Talmud Tips

For the week ending 28 May 2016 / 20 Iyyar 5776

Kiddushin 78 - 82

by Rabbi Moshe Newman
The Color of Heaven Artscroll

“Be careful with the honor of Rabbi Meir and his Torah… Be careful with the honor of Rabbi Akiva and his Torah.”

These words from Above were quoted by the Satan (yetzer hara, i.e. the human inclination to sin — Rashi) when he ceased attempts to seduce these two great Torah scholars to sin. G-d had initially sent the Satan to test them (and teach them — see the context of these cases in the gemara), and they would see whether they could or could not withstand the temptation to sin which the Satan posed before them. When it appeared that they were faltering, Gd recalled the Satan, with a declaration that he should not tamper with the honor of these great Sages.

The Maharsha asks a question on this gemara. Why was their “greatness” a reason to leave them alone instead of testing them? Our Sages teach in masechta Succah that “whoever is greater than another has a greater yetzer hara than him.” Accordingly, it would have been a true test of these great Sages if the Satan would have continued with his mission. Why did he cease before the Sages had a chance to sin, based on the Heavenly announcement declaring their greatness? Shouldn’t their greatness be all the more reason to continue the test and possibly succeed in tripping them up, G-d forbid?

The Maharsha answers that the Satan ceased trying to entice them to sin because he understood that his mission was doomed to failure on account of the extraordinary Torah greatness of these Sages. We are taught in masechta Sotah (21a) that the Torah has the power to “protect and to save” — i.e., to protect from suffering and to save from sin (Rashi).

I once heard another answer from a great Rabbi in Jerusalem, that the Satan was in fact recalled, not because he was doomed to fail, but rather because he might have possibly succeeded in being a “stumbling block”, the result being a disgraceful dishonor of the Sages and their Torah. The Rambam in his introduction to Pirkei Avot called “Shemona Perakim” writes that there is a caveat to the rule in Tractate Succah that “whoever is greater than another has a greater yetzer hara than him.” This rule, states the Rambam, is not always true. It applies only to transgressions which are “statutes”, which do not have any apparent logical reason for being forbidden. For example, the laws of kashrut and shatnez. In such a case a person who is greater in Torah will have a greater desire to transgress and needs to have extra diligence to overcome his yetzer hara. However, in transgressions which have clear and logical moral reasons — “mishpatim” — such as murder and theft, a greater Torah scholar will certainly not have a greater yetzer hara to transgress! The specific type of temptation to transgress that was put before Rabbi Meir and Rabbi Akiva is of this latter type. The Satan was therefore called off in midstream (literally, in the case of Rabbi Meir), due to the importance of preserving the honor of the Torah of these two great Torah giants.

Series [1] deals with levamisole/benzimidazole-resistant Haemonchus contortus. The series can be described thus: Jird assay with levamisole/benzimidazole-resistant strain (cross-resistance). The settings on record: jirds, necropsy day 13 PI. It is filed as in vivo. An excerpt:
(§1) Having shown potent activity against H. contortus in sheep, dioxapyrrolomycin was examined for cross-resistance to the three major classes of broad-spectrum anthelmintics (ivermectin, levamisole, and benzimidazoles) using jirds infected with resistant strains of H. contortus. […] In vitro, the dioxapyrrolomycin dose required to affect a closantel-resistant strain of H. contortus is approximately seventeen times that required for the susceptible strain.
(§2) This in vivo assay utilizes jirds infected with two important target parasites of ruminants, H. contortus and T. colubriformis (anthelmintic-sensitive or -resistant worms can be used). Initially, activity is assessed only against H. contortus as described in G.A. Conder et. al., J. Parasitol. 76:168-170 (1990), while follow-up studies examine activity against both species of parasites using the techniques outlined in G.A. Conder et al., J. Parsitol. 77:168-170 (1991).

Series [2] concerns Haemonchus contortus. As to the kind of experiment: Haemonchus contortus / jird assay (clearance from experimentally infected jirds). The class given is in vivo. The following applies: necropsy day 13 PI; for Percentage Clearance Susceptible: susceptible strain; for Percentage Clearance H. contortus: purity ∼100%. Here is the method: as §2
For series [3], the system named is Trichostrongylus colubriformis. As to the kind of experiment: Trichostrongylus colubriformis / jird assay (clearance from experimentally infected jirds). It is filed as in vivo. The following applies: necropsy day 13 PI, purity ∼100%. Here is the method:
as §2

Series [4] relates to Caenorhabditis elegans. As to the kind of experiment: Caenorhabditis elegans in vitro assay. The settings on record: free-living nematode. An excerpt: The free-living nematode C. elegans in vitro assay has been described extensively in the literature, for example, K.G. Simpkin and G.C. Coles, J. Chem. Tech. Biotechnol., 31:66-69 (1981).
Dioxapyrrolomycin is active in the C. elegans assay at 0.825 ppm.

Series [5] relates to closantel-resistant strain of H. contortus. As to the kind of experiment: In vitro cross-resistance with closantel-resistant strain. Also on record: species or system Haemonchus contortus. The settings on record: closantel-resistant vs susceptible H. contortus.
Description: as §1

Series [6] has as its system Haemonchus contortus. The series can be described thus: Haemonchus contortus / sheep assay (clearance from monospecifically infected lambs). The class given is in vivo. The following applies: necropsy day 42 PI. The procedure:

• Kiddushin 81a

“The best of doctors are (headed) for gehinom (i.e., deserving of severe punishment in the Afterlife).”

This teaching in our mishna is one that is oft-quoted, especially when a person feels that his doctor is being unfair in some manner (e.g., not giving antibiotics upon request, not writing an opiate prescription for “chronic pain”, or for overcharging), and is the subject of much discussion by our classical Torah commentaries.

One explanation is that a “talented” doctor is often not humble and does not fear G-d, since he knows how to heal himself if needed, and knows what food is healthy to feed himself in order to prevent disease. As a result of this excessive “pride” and lack of fearing G-d he is liable to negligently treat his patients, resulting in their death. In addition he is likely to refrain from accepting impoverished people who require medical attention. (Rashi)

Another commentary states that a doctor who is (or thinks he is) a great expert in the art of healing will not bother to seek a “second opinion” even when he has a doubt regarding his diagnosis or the treatment necessary, and in this way may put the trusting patient’s life in danger. Likewise, he will brazenly rely on his own knowledge and “genius” and not properly research the medical literature in order to remain up-to-date and aware of the best medical care that he should be able to provide. (Tiferet Yisrael, who also relates a fascinating story with an amazing “twist” on this topic)

  • Kiddushin 82a

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